Parents and Teachers' Perception of Sex Education in Secondary Schools in Tororo District
Kasajja, Higenyi Musa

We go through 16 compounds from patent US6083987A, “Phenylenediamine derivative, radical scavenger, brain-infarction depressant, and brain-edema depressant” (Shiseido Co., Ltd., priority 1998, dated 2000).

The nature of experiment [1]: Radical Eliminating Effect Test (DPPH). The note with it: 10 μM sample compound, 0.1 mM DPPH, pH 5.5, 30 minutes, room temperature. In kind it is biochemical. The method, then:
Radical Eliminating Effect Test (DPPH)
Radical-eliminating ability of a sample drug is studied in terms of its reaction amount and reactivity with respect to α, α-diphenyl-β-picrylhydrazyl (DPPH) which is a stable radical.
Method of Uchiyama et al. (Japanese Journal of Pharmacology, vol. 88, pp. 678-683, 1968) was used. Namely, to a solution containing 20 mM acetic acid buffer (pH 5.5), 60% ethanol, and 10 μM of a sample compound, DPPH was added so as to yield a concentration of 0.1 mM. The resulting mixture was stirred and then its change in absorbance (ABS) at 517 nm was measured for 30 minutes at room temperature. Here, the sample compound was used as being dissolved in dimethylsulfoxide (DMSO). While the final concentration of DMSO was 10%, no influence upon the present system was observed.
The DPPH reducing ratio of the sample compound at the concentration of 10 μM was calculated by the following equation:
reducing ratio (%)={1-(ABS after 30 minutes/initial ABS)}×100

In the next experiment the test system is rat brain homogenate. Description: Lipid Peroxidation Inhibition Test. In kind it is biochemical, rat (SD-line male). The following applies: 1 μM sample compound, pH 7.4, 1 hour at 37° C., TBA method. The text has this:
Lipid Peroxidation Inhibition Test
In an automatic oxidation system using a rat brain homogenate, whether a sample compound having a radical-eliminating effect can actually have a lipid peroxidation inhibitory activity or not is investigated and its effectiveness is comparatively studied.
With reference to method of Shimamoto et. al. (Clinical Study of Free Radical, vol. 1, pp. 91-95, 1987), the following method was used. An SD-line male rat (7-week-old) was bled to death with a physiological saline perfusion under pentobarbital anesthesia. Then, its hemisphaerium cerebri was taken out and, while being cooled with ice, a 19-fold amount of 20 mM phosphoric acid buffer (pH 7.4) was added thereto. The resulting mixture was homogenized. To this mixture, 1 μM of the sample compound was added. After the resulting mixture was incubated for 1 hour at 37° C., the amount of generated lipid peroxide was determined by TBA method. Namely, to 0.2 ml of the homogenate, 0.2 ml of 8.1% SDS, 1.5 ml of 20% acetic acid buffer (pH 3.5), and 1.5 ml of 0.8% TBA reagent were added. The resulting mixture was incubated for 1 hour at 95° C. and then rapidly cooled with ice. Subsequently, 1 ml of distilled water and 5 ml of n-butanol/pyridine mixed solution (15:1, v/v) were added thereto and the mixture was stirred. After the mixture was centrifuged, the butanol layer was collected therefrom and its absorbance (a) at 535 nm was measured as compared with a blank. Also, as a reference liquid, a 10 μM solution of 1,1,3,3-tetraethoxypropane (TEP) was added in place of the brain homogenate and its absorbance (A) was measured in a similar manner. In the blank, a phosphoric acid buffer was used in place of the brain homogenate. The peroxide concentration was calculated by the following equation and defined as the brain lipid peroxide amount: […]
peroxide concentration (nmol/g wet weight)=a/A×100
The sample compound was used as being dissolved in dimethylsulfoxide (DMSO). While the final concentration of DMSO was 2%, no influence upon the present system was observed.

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This study seeks to assess parents and teachers' perception of the idea of introducing formal sex education in secondary schools. The study's objectives are; to assess the parents and teachers' attitudes towards introduction of sex education in secondary schools. To find out the parents and teachers' preferred content of sex education to be taught in schools. To establish parents and teachers' views regarding the appropriate age of children who should receive sex education. The study was carried out using cross-sectional design, it comprised of 100 participants of parents and teachers from four selected secondary schools in Tororo district. The participants were selected using both purposeful and proportionate random sampling techniques. The study employed both questionnaire and interview instruments to collect data on the three objectives. The findings of the study revealed that, both parents and teachers support sex education and its inclusion on the school’s curriculum with a few exceptions. They also revealed that the contents of sex education have to be very comprehensive, covering issues like: sexuality, health education, and skills for general life among others. 12 years and above was suggested as the right age for imparting sex education into young ones. The study makes a number of conclusions and recommendations, these include; parents and teachers recognize the role of sex education to children. The only controversy between them is who should provide sex education? it is in this vein that the researcher calls upon both parents and teachers to reconcile their attitudes and roles in imparting sex education and the best approach here is suggested to be a combined effort. Although the formal aspect lies in the hands of teachers, the parents can supplement in the upbringing of children and general home care and guidance. Secondly, it is revealed in the sex education that content should be comprehensive covering various aspects on sexual issues, which is okay, however, the curriculum developers need to sit down in consultation with parents/teachers and other stakeholders to come up with the most comprehensive and appropriate content of sex education. Finally, the study reveals that twelve years and above is the right age for pupils to receive sex education, but the only problem is that there are various sources and agencies concerned with sex education. Therefore, leaving pupils exposed to these many sources may turn out to be detrimental than developmental especially in this era of HIV/AIDS pandemic. Therefore, there is need to scrutinize these various sources such that those believed right can be co-opted in to help in inseminating sex education to pupils.